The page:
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When Should My Band Handle Legal Contracts?

Having “The Talk”

Getting a band together is a lot like starting a relationship. You meet, start hanging out, decide you like each other, and start dating (rehearsing). Things are going well, and you start telling your friends and family you are together, and go out in public as a couple (start playing shows).

Eventually, before things can get really serious, you need to have “the talk”. While a couple may start discussing finances, moving in together, getting married, having kids, etc., a band starts having serious conversations of its own, often on the same topics. Maybe not having kids, but some of the same topics.

What is a Band Agreement?

Bands will at some point have to sign what’s called a “band agreement”, which is a simple contract that is just a written guide of how things work in the band. There are many things you need discuss before you can write one out, but the basics are who does what, who is going to get paid for what, and what happens if things don’t go quite as planned. Take a look below at the full list.

The format of the agreement is not as important as the fact that it happens. Don’t let the word contract scare you, it doesn’t need to be formal. But it should be a written document that is signed by all members.

When Should We Sign a Band Agreement?

The best time to discuss and sign an agreement is as soon as the band has something that could be worth money, like an original song, copyright, recording, gear or anything else. You should definitely have one before any members get involved financially, and before the band starts making any serious money. The contract will protect what people have invested, financially or creatively, and plan for the things that will come, good and bad.

What’s in the Contract?

Who writes the songs?

This is pretty straightforward, but needs to be discussed for every single original song the band has. Let’s say your band writes a great song, and it gets used in a movie. Who will be collecting the royalties as the songwriter? According to the law, only MELODY and LYRICS can have a copyright. The bass part? Nope. Drum patterns? No. Chord changes? No again. Just the melody and lyrics. If songs are co-written, that’s fine, but who wrote what percentage of each song? Did one write the melody and one write the lyrics? Paul McCartney and John Lennon split songwriting credits for every song they did with The Beatles, regardless of who wrote which song. A bit unusual, but it was decided beforehand and written in a contract.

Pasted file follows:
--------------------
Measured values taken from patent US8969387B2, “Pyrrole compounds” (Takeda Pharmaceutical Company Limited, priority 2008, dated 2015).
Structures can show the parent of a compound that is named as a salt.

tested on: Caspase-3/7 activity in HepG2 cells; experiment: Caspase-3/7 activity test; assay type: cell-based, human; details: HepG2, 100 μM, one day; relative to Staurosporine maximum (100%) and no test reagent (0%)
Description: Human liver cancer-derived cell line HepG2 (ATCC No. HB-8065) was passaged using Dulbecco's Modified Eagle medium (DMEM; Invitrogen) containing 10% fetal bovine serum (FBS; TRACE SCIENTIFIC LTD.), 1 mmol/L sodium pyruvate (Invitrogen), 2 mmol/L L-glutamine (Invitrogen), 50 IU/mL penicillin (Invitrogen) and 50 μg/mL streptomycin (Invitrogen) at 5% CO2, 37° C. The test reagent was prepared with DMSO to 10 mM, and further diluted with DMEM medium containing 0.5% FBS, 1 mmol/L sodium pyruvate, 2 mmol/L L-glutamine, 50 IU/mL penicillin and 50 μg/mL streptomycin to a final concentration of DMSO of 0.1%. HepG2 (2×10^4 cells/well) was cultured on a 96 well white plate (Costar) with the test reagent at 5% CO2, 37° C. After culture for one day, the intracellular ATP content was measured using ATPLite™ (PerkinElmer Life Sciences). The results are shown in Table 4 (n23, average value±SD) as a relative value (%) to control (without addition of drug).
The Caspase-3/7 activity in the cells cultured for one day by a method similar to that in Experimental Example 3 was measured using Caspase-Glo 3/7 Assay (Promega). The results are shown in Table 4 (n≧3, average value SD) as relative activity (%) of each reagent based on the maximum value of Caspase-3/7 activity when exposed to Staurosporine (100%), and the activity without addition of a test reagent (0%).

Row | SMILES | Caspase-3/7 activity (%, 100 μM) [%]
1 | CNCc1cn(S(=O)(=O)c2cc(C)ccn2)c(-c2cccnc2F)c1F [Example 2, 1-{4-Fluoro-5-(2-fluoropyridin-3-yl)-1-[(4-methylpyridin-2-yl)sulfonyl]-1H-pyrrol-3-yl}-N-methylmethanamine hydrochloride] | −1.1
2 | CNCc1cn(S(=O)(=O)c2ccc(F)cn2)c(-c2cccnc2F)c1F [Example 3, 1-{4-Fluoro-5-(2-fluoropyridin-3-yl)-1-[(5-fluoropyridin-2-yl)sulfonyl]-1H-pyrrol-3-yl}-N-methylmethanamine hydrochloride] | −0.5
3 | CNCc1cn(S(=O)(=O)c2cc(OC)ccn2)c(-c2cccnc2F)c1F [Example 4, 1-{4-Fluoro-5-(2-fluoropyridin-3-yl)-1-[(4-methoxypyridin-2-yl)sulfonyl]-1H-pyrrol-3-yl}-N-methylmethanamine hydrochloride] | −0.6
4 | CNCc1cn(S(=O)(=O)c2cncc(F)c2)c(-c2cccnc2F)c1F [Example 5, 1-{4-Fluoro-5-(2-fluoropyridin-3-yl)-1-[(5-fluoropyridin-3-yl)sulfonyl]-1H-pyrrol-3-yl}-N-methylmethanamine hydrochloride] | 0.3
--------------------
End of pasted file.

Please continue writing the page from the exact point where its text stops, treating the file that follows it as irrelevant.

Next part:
Who is investing money?

If anyone in the band is paying money out for gear, recording time, rehearsal time, copyrights, or anything else, it needs to be accounted for. Will the person investing be paid back, or is it going towards the band? Who pays for CD and T-shirts to get printed, artwork or equipment rentals?

Who owns band property?

Let’s lay out another scenario. All band members bring their own equipment to a gig that pays money, and the bass amp is broken during the show. Does the gig payment buy a new bass amp, or is that the bassist’s responsibility? What if it was the bassist who broke it? Bands can also have digital property, like the name, website, images, and more.

What do you do with money the band earns?

Okay, enough with the negatives. Let’s say the band gets offered a big show or tour, how will you spend the money? Will everyone get paid the same, or will it go into a band fund? Plans should also be made for any recordings that are going to be sold. This is, although different from the songwriter conversation, is as important. Royalty payments may seem too insignificant to consider at the beginning, but you never know when a song or album is going to take off or get licensed for a good amount of money.

Who Can Make Decisions?

In some bands, the lead singer is the person who started the band, wrote all the songs, invested all the money, and decides everything. Sometimes it’s four friends who used to live together and all have equal say. What about new additions to the group? Voting power is important when considering new opportunities like record deals, tours, or branding opportunities.

Members Leaving and Band Breakup Strategies

Okay, this is the one that nobody wants to talk about, but is crucial for the band agreement. First of all, what do you do with the name in this situation? This could have been discussed during the band property conversation at point #2, but it holds different meaning in a break-up or if members are leaving. The members of the famous band Sublime were not allowed to use the name after their singer Bradley Nowell died, they reformed in 2009 but eventually had to change their name to Sublime With Rome to avoid legal troubles. Add the break-up scenario to the discussion all of the points above, including future royalties, band owned gear and assets, and money invested that hasn’t been paid back yet.

Wrapping It Up

As you can see, there is a lot that goes into a band agreement, but none of it is too difficult to understand or plan for. And while it may present some awkward situations, the sooner you can lay all this out the better. To cover all your basis, have a lawyer look over the agreement after it’s signed. In any situation, having talked about and written down all these important points is a great thing for the group, and can avoid tough situations as the band grows.

Has your band signed a band agreement? When did you do it? Share your story below in a comment.